Chapter 27

Chapter 27 - Chapter 27 Bacteria and Archaea 5000 species...

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Chapter 27: Bacteria and Archaea 5000 species have been formally named and described—most by the morphological species concept It is certain in reality that tens of millions exist Over 400 species of bacteria are living in your gastrointestinal tract Another 500 species live in your mouth, of which just 300 have been described and named Most of these microbes (microscopic organisms) are bacteria or archaea, and virtually all are unnamed and undescribed The approximately 10 trillion cellsin you body are vastly outnumbered by the bacterial cells that live on and in you An estimated 10 12 bacterial cells live on your skin and an additional 10 14 cells occupy your stomach and intestines A mere teaspoon of good quality soil contains billions of microbial cells, most of which are bacteria and archaea A drop of seawater contains a population equivalent to that of a large city There is as much carbon in these cells as there is in all of the plants on Earth In terms of the total volume of living material on our planet, bacteria and archaea are dominant life forms In microbiology— the study of organisms that can be seen only with the aid of a microscope—this is an age of exploration and discovery 27.1 WHY DO BIOLOGISTS STUDY BACTERIA AND ARCHAEA? Bacteria and archaea form two of the three largest branches on the tree of life The third major branch or domain consists of eukaryotes and is called the Eukarya Virtually all members of the bacteria and archaea are unicellular and all are prokaryotic —meaning they lack a membrane bound nucleus These organisms are distinguished by several important features: species in the domain Bacteria have cell walls made primarily of peptidoglycan, plasma membranes similar to those found in eukaryotes, and ribosomes and RNA polymerase that are distinct in structure and function from the homologous structures in the Archaea and Eukarya Species in the domain Archaea have cell walls made of polysaccharides not found in bacterial or eukaryotic cell walls, unique plasma membranes, and ribosomes and RNA polymerase similar to those found in eukaryotes Prokaryotic cells are much small than eukaryotic cells and are simpler in overall form, or morphology Bacteria and Archaea are ancestral to eukaryotes and are much more diverse in the habitats they occupy and the molecules they can use as food These qualitites make them exceptionally interesting to study and important agents in medicine, industry, and quality of the environment Bacterial Diseases No archaea are known to cause disease in humans Bacteria that cause disease are said to be pathogenic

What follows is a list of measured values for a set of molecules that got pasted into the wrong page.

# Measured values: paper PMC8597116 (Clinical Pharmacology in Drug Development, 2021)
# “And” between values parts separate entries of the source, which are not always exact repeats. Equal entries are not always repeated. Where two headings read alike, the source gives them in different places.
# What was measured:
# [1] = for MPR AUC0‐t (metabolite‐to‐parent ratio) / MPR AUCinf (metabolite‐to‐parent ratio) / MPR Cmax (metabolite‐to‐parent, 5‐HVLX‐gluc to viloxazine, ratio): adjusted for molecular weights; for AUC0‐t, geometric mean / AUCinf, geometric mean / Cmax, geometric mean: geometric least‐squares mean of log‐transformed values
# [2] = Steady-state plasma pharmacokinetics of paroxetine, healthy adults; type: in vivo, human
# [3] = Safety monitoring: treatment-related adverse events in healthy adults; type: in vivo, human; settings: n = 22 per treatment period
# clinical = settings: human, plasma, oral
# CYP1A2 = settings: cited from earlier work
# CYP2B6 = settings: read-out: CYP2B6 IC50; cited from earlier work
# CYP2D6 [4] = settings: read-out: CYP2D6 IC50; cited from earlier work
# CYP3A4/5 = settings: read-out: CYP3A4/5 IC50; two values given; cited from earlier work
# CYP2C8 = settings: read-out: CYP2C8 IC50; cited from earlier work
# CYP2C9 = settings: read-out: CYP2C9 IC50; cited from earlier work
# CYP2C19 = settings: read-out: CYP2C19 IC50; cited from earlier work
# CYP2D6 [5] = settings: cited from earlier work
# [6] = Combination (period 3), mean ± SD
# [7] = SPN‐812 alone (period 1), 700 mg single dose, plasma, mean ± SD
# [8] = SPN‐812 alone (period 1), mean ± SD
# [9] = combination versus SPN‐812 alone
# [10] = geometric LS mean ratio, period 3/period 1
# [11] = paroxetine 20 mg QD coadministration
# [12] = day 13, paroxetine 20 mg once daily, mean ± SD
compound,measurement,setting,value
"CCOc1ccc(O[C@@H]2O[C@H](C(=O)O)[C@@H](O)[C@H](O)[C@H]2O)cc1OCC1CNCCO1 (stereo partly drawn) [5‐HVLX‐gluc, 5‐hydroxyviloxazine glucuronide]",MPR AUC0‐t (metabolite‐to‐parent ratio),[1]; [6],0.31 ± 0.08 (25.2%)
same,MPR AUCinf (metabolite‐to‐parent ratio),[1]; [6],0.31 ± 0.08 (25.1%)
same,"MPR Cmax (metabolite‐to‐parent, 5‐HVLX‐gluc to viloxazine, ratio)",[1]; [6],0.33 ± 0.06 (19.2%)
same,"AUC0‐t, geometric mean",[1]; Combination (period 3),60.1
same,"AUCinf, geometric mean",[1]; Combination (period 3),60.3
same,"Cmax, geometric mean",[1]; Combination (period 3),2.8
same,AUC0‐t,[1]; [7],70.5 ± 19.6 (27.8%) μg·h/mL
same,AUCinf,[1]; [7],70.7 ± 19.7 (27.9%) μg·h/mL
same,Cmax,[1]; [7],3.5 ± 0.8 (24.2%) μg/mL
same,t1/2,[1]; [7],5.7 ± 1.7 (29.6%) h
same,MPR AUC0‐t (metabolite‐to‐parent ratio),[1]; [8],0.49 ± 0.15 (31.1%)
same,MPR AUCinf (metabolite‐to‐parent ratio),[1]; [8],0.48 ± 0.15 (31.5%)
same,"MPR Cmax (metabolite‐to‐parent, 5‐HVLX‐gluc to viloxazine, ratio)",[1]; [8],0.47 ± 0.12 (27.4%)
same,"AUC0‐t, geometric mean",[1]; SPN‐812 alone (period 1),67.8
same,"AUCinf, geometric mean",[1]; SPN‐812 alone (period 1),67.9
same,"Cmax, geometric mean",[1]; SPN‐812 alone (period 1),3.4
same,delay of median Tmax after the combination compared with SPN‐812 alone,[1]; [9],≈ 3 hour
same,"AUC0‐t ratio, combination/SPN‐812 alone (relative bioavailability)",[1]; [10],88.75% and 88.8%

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Robert Koch was the first biologist to establish a link between a particular species of bacterium and a specific disease Koch hypothesized that bacteria might also be responsible for causing infectious diseases , which spread by being passed from an infected individual to an uninfected one
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This note was uploaded on 04/17/2008 for the course BIOL 202 taught by Professor Kopeny during the Spring '08 term at UVA.

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Chapter 27 - Chapter 27 Bacteria and Archaea 5000 species...

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